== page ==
Did you know that the famous and oft-photographed St. Patrick’s Cathedral is not the original St. Patrick’s Cathedral? For 70 years, from 1809-1879, another St. Patrick’s was the seat of the Archdiocese and the heart and soul of Old New York.
St. Patrick’s Day is approaching and the eponymous New York parade passes by St. Patrick’s Cathedral on Fifth Avenue. The massive Gothic church, located across the avenue from Rockefeller Center and across 50th Street from another famous temple, Saks, is one of the most photographed tourist attractions in New York City.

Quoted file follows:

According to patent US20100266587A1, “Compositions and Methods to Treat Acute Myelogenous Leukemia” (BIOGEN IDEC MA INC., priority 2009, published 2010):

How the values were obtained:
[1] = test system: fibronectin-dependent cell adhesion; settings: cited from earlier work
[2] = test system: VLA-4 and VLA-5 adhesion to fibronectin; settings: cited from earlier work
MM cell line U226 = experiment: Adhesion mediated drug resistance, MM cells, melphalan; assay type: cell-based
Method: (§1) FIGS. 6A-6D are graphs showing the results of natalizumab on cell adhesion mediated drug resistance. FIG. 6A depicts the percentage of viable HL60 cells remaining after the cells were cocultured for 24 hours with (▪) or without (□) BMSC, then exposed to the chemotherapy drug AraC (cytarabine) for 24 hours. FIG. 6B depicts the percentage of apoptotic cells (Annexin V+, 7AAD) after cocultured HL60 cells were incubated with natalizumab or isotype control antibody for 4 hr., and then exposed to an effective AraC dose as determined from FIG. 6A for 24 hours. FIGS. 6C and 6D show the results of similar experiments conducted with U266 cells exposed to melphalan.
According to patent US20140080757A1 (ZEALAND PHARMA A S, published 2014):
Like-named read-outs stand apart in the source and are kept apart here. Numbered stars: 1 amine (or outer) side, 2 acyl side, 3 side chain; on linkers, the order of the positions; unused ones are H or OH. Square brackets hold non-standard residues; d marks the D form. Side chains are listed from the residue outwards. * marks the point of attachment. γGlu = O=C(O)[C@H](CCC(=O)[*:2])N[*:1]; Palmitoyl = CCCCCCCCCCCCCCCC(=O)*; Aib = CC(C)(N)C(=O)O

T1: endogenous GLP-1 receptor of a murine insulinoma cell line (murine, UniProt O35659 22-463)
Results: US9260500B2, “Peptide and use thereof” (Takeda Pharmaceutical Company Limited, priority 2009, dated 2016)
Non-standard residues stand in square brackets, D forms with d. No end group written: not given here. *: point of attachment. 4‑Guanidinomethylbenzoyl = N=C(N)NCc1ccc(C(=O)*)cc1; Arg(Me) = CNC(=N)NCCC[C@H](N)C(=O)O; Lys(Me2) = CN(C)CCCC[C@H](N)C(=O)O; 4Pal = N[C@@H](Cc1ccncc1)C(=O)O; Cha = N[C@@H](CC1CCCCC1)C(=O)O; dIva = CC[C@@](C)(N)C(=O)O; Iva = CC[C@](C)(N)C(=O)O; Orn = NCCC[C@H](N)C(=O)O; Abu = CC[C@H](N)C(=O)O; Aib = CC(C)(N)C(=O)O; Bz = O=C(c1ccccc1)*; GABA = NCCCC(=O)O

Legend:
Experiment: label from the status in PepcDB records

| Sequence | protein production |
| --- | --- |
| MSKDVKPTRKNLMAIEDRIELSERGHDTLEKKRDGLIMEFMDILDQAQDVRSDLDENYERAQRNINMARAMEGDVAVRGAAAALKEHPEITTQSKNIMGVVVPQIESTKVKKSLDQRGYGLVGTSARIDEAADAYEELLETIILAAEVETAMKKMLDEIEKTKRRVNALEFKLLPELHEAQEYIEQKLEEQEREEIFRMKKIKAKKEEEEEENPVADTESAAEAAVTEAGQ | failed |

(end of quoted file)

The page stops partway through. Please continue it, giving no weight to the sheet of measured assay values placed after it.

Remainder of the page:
But it is indeed the second St. Patrick’s.
The original cathedral can be found in “The Heart of Old New York” on the corner of Prince Street and Mott Street. Evoking a “Gangs of New York” feeling, St. Patrick’s Old Cathedral, as it is now known, is open to visitors and offers Sunday mass in Chinese, Spanish and English, a reflection of the diverse neighborhood it serves.
If you visit the stately old cathedral, the Heart and Soul of Old New York, be sure to notice the wall on the corner of Mulberry and Prince Streets. The wall was built in the 1830’s to protect the church from the anti-Irish “Nativists” who burned down nearby St. Mary’s Church. In the 2002 film “Gangs of New York,” Daniel Day-Lewis played Nativist leader Bill “The Butcher” Cutting.